Luckily, there were two microbreweries within a 15-minute distance of my hotel. One, I had heard of and have sampled and reviewed in the past. I will review more beer from that brewery later this week.
The other brewery was new to me; in fact, I had never even heard of it before, and so I became excited when I learned that it would be open during a break in my kids' dance numbers and when I wasn't needed to help move props.
The microbrewery is the Old Credit Brewing Company.
This 19-year-old, family-operated craft brewery is tucked away, just south of a ritzy neighbourhood, in a small building that houses its copper kettle in the front. Because of its size, it offers only three types of beer: a lager, an amber ale, and a honey ale.
At the brewery, two of their brews were available to sample: the lager and the amber ale. After trying the two, I made my decision about what to bring home. I'll start with the first one.
Amber Ale (5% ABV)Appearance: deep amber to copper with a white head that pours to only a pinky-finger thickness and dissipates to a thin lace.
Old Credit Brewing Company
Port Credit, ON
Beer O'Clock rating: 2.5
Nose: caramel and citrus.
Palate: a slightly soapy, burnt caramel with a grassy finish that lingered to what I describe as a flat, dry root beer.
Overall impression: this is an easy-drinking and flavourful ale, but I'm not sure that I would want to add it to my repertoire of regular beers. It is a beer that may have a wide appeal to anyone looking to start into the world of craft beer, but to those who come to expect lots of character, it falls a little short.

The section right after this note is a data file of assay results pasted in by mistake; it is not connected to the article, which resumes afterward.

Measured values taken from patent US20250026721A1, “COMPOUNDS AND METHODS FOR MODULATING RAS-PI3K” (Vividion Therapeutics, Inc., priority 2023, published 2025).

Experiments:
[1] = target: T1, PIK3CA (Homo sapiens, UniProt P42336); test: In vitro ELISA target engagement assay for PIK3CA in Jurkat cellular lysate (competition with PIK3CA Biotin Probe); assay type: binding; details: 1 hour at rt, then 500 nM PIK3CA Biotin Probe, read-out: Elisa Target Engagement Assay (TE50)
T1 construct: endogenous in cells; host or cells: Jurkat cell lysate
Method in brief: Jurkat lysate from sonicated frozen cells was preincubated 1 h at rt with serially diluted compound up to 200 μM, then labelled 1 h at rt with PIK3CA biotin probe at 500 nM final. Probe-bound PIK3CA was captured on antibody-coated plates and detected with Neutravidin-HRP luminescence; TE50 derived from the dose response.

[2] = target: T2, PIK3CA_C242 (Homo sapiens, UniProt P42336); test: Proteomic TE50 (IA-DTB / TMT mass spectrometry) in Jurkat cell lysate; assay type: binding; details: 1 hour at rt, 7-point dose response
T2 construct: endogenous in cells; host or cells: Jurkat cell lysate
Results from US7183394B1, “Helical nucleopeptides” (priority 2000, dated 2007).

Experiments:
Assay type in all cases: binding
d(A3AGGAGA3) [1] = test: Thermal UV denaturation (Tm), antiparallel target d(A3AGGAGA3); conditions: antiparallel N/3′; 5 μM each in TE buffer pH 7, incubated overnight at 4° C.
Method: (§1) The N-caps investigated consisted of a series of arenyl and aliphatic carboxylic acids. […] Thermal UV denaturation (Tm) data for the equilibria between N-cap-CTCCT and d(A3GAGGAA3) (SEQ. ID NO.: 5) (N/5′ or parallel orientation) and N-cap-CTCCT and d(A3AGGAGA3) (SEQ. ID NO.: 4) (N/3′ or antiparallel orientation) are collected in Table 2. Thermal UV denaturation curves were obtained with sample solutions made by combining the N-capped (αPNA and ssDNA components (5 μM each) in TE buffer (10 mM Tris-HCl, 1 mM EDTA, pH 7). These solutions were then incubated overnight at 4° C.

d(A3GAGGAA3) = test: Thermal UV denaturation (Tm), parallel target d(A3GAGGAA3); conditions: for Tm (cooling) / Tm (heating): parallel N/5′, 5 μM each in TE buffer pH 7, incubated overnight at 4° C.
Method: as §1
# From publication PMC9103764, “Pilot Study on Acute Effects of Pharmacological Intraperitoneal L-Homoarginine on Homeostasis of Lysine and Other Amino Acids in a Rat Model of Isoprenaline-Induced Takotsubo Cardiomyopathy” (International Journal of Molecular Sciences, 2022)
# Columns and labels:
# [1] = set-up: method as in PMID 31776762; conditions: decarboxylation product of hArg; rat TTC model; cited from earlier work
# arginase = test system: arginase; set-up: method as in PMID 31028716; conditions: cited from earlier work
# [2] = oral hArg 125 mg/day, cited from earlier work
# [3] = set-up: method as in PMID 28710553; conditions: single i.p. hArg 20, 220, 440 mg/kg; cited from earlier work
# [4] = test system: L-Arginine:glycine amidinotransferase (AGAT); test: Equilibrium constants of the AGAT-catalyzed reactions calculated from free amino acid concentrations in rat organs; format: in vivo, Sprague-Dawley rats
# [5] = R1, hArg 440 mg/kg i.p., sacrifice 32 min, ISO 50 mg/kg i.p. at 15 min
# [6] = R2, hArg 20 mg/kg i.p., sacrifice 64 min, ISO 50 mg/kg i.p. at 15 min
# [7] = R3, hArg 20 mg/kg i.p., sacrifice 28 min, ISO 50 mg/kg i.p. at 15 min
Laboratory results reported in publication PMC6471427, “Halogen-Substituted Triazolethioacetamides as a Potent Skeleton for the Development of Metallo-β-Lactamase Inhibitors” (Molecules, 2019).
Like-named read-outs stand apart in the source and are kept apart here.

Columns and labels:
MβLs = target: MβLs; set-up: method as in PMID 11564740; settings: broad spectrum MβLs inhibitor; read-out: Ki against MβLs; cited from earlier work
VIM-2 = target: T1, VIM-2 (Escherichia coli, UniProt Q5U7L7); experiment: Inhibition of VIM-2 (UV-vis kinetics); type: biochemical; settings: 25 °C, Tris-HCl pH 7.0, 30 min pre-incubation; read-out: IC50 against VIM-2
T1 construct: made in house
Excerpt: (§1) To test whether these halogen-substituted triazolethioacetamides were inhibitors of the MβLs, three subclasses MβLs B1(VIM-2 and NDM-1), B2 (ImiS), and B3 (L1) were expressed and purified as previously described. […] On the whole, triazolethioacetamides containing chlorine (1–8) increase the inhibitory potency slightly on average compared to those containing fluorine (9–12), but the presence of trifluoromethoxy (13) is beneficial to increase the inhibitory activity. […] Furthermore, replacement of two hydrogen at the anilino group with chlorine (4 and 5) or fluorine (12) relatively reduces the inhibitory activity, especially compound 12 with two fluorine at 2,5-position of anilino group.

That said, it is definitely worth a try.
The second beer that I brought home was not one that I was able to try at the brewery (they had plenty in stock; why not crack one open?). But because it was advertised as being made with Billy Bee honey (who doesn't like Billy Bee?), I really wanted to try it.
Holiday Honey (5% ABV)Appearance: amber-orange with a thick, foamy-white head that dissipated quickly and disappeared completely before my glass was empty.
Beer O'Clock rating: 3
Nose: orange citrus.
Palate: citrus, hops, and a touch of honey in the light, medium finish.
Overall impression: like the Amber Ale, the Holiday Honey (what holiday are they celebrating?) is easy drinking and will most likely appeal to the masses who may be looking for more than the Molson and Labatt products. But for a craft beer from a 19-year-old brewery, I felt that this ale lacked any true character.
I did like this honey-flavoured ale and would drink it again, but I don't think I would seek it out.
Not that I've ever seen it in any Ottawa LCBO.